Ceramic stone. Bester 1200 vs Sigma Power Select II 1200.

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Forum topic by Lemwise posted 09-17-2016 09:47 AM 1487 views 0 times favorited 9 replies Add to Favorites Watch
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5 posts in 34 days

09-17-2016 09:47 AM

Topic tags/keywords: pm-v11 sharpening ceramic stone

Recently I’ve switched all my plane blades from regular old A2 to Veritas’ PM-V11. It a wonderful steel, tough as nails and it stays sharp a long time. The downside is that it’s hard to sharpen. My Belgian Coticules really struggle to put an edge on it, even when I raise a slurry with my small Coticule rubbing stone. I’ve been doing some research and it seems a ceramic stone is the best choice for sharpening high alloy steel like PM-V11. I’ve got it boiled down to the two most highly rated stones, the Bester 1200 and the Sigma Power Select II 1200. I already know both stones can be permanently stored in water which is a big plus. The stone will be used at my place of work so it has to be ready to go all the time. Can anyone offer me some further insight on these stones?

9 replies so far

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656 posts in 1528 days

#1 posted 09-18-2016 05:08 AM

I’m hoping to get one of these two stones myself. I’m bumping this back up (hoping someone more knowledgable can chime in).

-- James

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6463 posts in 1567 days

#2 posted 09-18-2016 05:11 AM

PM-V11 should be way easier to sharpen than A2. Interesting that you’ve had the opposite experience.

I’ve got a set of Sigma Powers in 1000, 6000, and 13000 grits. They do a fantastic job.

-- The quality of one's woodworking is directly related to the amount of flannel worn.

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992 posts in 1223 days

#3 posted 09-18-2016 05:26 AM

Switched most of my Stanleys to PM-11s and have had no problems sharpening with a Norton 1000/8000.
+1 to jmartel actually find them easier to sharpen that A2 or O1 blades, also have the high end Lee Valley stones which work great but are much softer and tend to gouge very easy. Picked up a set of Lie Nielsen 1000/10000 stones at one of their demos last year but haven’t really had a chance use them, maybe when the Nortons start to wear out?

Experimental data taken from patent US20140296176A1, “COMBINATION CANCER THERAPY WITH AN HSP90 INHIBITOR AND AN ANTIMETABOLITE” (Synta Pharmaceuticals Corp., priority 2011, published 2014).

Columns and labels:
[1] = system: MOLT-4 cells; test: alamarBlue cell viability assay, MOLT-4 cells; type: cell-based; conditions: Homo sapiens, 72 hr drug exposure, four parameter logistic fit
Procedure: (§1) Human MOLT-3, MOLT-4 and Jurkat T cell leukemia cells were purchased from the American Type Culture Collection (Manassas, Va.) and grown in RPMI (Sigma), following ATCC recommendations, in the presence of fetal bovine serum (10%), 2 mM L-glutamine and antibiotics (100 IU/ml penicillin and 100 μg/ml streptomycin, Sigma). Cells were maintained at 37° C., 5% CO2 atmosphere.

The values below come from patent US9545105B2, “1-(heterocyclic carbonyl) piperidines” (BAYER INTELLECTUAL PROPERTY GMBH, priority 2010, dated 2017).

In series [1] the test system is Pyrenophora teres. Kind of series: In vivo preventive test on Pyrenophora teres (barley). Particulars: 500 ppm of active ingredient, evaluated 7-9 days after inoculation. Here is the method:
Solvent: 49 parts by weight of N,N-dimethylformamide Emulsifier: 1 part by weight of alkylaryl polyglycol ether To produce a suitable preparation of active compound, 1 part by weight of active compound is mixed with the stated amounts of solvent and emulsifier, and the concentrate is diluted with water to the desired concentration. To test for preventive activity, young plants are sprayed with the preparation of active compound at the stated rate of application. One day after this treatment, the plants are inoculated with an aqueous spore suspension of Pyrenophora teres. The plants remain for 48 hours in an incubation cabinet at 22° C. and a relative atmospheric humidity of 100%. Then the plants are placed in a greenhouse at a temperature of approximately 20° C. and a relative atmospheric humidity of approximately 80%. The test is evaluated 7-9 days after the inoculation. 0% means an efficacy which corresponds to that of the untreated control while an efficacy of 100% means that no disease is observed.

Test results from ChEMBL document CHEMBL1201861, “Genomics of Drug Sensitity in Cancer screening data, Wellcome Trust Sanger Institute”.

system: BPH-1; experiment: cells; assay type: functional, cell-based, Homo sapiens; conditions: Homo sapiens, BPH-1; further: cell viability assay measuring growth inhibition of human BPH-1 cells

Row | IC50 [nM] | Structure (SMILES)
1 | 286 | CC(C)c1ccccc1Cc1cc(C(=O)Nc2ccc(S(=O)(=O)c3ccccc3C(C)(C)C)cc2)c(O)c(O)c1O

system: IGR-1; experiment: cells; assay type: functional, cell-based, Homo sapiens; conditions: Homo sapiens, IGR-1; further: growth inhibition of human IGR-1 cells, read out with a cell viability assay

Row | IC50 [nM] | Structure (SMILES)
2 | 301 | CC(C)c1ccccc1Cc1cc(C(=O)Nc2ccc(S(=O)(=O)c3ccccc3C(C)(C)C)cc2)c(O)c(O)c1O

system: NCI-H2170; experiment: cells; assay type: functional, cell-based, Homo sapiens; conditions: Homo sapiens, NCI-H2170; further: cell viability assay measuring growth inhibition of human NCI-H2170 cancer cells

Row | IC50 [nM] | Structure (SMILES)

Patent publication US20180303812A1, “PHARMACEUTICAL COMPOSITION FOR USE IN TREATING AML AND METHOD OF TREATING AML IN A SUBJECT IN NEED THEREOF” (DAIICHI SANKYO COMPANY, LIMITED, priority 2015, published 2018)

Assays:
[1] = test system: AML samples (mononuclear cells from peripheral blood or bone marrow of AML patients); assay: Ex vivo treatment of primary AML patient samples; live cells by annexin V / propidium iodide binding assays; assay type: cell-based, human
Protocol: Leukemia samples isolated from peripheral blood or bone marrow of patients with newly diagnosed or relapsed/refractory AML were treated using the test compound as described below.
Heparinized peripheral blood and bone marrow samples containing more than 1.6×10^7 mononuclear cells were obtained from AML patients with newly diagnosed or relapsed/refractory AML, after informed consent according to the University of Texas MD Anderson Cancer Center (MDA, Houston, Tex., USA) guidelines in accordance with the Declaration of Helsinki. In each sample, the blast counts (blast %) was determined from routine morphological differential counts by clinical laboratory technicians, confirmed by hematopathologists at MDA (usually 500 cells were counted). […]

-- Lifting one end of the plank.

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5 posts in 34 days

#4 posted 09-18-2016 07:45 AM

PM-V11 should be way easier to sharpen than A2. Interesting that you ve had the opposite experience.

I ve got a set of Sigma Powers in 1000, 6000, and 13000 grits. They do a fantastic job.

- jmartel

I find PM-V11 really hard to sharpen on my Coticules (A2 also takes a lot of effort on them). My guess is Coticules simply are the wrong kind of stone for this steel. I also did a test with 1000 grit 3M wet and dry sand paper and that was a whole other story. PM-V11 was way easier to put an edge on. This made me decide to go the ceramic route. And since I didn’t want to wait any longer I ordered the Sigma Select II 1200. On another forum the Bester 1200 was described as a lesser version of the Sigma 1200 which sealed the deal on the Sigma. I should have it by Wednesday or Thursday and I’ll post my findings on how well it sharpens PM-V11.

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5 posts in 34 days

#5 posted 09-21-2016 08:37 PM

A quick follow up post on the Sigma. First of all I contacted Veritas to ask them why PM-V11 is so hard to sharpen on a Coticule. They said they tested a boat load of stones on PM-V11 and found a natural stone is not suited for anything but a final polish. They actually recommend the Bester 1200 or the Sigma 1200.

As for the stone, it’s very fast and sharpens PM-V11 with ease. I have a soft Coticule that easily releases the garnets and forms a slurry and I thought that was a fast stone. The Sigma however is at least twice as fast. It leaves a fine working edge with some bite that suits my daily wood working needs. It can however use some further refinement so I’m also going to buy a Sigma 2000. All in all a very good purchase that will serve me well.

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3029 posts in 1378 days

#6 posted 09-21-2016 11:40 PM

Thanks for the follow up, thats interesting. If I ever get a Veritas plane or chisel, I’m going to spring for the PM-V11.

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5 posts in 34 days

#7 posted 09-22-2016 03:52 PM

The Sigma really is an amazing stone. You don’t have to use any pressure on it. Just let the steel glide across the stone and it instantly starts to cut.

View Derek Cohen's profile

Derek Cohen

296 posts in 3385 days

#8 posted 09-23-2016 03:39 PM

The Shapton Pro 1000 is a faster cutting stone than the Sigma 1200 (I have both). Both stay flat the same, and both only require a sprinkle of water.

I use the Shapton on PM-V11, A2, M2, M4 and D2. It cuts everything.

Regards from Perth


-- Buildiing furniture, and reviewing and building tools at

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5 posts in 34 days

#9 posted 09-23-2016 06:02 PM

That’s nice that the Shapton is faster but the Sigma is so fast I have no need for an even faster stone. Keep in mind though I store the stone in water permanently. According to the manufacturer this makes the stone even faster.

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